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Selecting a Tool. When to start evaluating: Current method is not effective Can solve an immediate problem/challenge Can increase productivity and deliverables Budget is available. 1. Selecting a Tool. Management’s Priorities: Total Cost Return on Investment

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Selecting a Tool

  • When to start evaluating:
  • Current method is not effective
  • Can solve an immediate problem/challenge
  • Can increase productivity and deliverables
  • Budget is available



Selecting a Tool

  • Management’s Priorities:
  • Total Cost
  • Return on Investment
  • Does it help with the company’s deliverables



Selecting a Tool

  • Total Cost:
  • Financial Costs
  • Non Financial costs



Selecting a Tool

  • Financial Cost:
  • Purchase Price
  • Annual Maintenance / Support costs
  • Training
  • Cost for upgrades and changes



Selecting a Tool

  • Non Financial Costs:
  • Time spent on evaluation
  • How many people do we need to administer this tool
  • How much work must be put into updating the work for changes in our environment
  • How much are we currently spending to accomplish these tasks (i.e. maintaining internal tools etc.)



Selecting a Tool

  • Return on Investment:
  • How much value are we going to get out of this tool
  • How long will it take to realize a positive return
  • How long will we be able to use this tool
  • Do I feel confident that my group will use this tool and it will not become shelf ware.



Selecting a Tool

  • Does this tool help with our deliverables
  • Are we improving quality
  • Are we reducing cost
  • Are we speeding delivery of our product / project



Selecting a Tool

How to work with Vendors

(A view behind enemy lines)

  • Minimize time spent on the evaluation
  • What Information does a tool vendor need from our company
  • What are vendors willing to provide during the sales cycle
  • Helpful resources on tools selection



Selecting a Tool

Minimizing the time of the evaluation:


  • Make sure you have defined and can articulate:
  • Your current process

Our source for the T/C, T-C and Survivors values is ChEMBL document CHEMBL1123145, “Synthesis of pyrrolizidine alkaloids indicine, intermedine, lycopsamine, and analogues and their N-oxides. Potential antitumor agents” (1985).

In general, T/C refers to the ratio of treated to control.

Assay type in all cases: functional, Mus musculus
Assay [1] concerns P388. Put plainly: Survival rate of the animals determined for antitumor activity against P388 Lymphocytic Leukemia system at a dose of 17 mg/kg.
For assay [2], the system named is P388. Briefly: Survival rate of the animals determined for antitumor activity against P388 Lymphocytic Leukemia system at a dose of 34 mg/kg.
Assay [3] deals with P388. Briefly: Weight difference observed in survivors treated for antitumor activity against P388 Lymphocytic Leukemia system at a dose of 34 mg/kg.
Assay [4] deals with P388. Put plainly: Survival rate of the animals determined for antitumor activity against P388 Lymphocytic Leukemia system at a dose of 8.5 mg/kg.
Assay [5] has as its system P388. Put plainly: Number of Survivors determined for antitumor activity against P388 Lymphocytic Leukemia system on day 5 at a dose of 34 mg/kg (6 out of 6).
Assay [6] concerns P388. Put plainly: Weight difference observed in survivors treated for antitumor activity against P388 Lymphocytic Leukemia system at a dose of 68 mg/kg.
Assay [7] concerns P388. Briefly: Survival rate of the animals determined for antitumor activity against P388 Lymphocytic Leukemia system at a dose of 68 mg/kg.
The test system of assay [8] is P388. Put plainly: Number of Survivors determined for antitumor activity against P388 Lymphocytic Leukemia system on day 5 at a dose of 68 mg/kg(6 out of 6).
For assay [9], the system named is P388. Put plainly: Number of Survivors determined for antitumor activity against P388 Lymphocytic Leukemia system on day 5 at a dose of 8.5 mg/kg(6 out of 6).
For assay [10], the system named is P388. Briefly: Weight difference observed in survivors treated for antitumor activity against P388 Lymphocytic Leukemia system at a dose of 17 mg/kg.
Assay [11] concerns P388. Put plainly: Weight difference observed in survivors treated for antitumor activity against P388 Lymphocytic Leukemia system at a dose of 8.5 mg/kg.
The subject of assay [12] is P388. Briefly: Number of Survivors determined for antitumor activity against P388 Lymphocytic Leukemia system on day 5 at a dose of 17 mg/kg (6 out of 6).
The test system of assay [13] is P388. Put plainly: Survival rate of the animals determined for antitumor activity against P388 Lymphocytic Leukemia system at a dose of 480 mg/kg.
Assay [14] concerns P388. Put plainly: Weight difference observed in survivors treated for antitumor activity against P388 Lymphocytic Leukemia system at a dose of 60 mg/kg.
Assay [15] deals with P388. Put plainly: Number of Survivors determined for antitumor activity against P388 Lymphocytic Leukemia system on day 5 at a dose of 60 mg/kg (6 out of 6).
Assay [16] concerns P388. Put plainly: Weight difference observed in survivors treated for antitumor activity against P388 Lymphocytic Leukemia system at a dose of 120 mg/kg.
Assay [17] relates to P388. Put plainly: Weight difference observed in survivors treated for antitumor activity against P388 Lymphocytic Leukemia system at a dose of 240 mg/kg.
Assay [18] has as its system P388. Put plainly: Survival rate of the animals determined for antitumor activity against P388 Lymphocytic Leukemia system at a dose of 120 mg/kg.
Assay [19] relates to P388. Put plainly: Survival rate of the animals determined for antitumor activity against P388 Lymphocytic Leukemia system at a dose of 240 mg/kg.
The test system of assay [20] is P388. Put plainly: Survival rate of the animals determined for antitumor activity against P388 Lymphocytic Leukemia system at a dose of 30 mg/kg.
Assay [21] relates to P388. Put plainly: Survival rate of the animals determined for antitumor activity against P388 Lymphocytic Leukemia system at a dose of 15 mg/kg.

• Your Company’s goals
  • How your application is developed and it’s architecture.
  • What is a must have
  • What is a nice to have



Questions to ask internally before you talk to a Vendor:

1. What are our primary objectives for a tool?

2. Describe the organizations development and testing process / methodology.

3. What type(s) of testing are we doing currently?

4. What tools do we currently own / maintain? (Purchased and Homegrown)

5. What language(s) is our application developed in?

6. Is the application web or browser based? If so, which browsers and versions do we test on.

7. What operating systems do we test on?

8. Are there any third party controls or grids?

9. Are there any Active X controls?

10. Do we need to test server side com objects or other parts of our application not accessed by a GUI?

11. Describe the application architecture?

12. What is the communication protocol between the different tiers of the application?

13. What databases does our application work with?

14. How do we create our test data?

15. Are we trying to validate data in the GUI or the back end database or both?

16. How often does our group test new builds of applications?

17. Do we have a dedicated Test Lab or would testers be using their own desktops?

18. What amount of money are we budgeting for this project / tool?



Selecting a Tool

  • Information a Tool Vendor needs from a company:
  • What are you hoping to accomplish with a tool.
  • What is your decision process.
  • What is your development and testing environment.
  • What changes are you expecting in your environment.



Selecting a Tool

Questions that few customers ask……….

But they would be much happier if the had!!!!!

  • Will this tool work if our development environment changes?
  • Are there any additional costs if we change our application?
  • What if I have a problem that Technical support can’t answer?
  • What are the ongoing costs?
  • How stable is your Company?



Example Questions to ask a tool Vendor:

1. Given our environment, how will your tools help support it?

2. Will your tool work natively in our environment (i.e. with our own JVM) or is there an add on?

3. Will there be any additional modules if we change our environment?

4. Are those an additional cost?

5. What integration’s exist between you tools as well as the tools we already own?

6. How easy is it to maintain scripts?

7. What functions exist to help in error detection and error recovery.

8. What are the different components of your tool (i.e. Requirements Mgmt, Test Mgmt, Data Mgmt, Record and play back, Defect tracking etc.)?

9. How is your tool licensed? (Floating or per seat)

10. What is the single user list price of your software?

11. What is the maintenance cost of your software?

12. What does maintenance include?

13. What are the hours of Technical support?

14. Is training available?

15. Is training and technical support provided by your company or a third party vendor?

16. Where is your development done?

17. Are they available for feature requests and more advanced technical support?



Selecting a Tool

  • What are Vendors willing to provide during an evaluation:
  • Discovery meeting
  • Demonstration
  • Proof of Concept
  • Trial / Evaluation
  • Price



Selecting a Tool

  • Additional Resources:
  • Ray Robinson “Automation Test Tools Comparison” --A detailed functional evaluation of the 5 major functional testing tools.
  • Elizabeth Hendrickson “Evaluating Tools” -- Features that you should consider
  • -- discussion groups and resources
  • -- tips and techniques for testers



Selecting a Tool

Contact Information:

David Herness

Compuware -- QA Center

Phone: 425-201-2626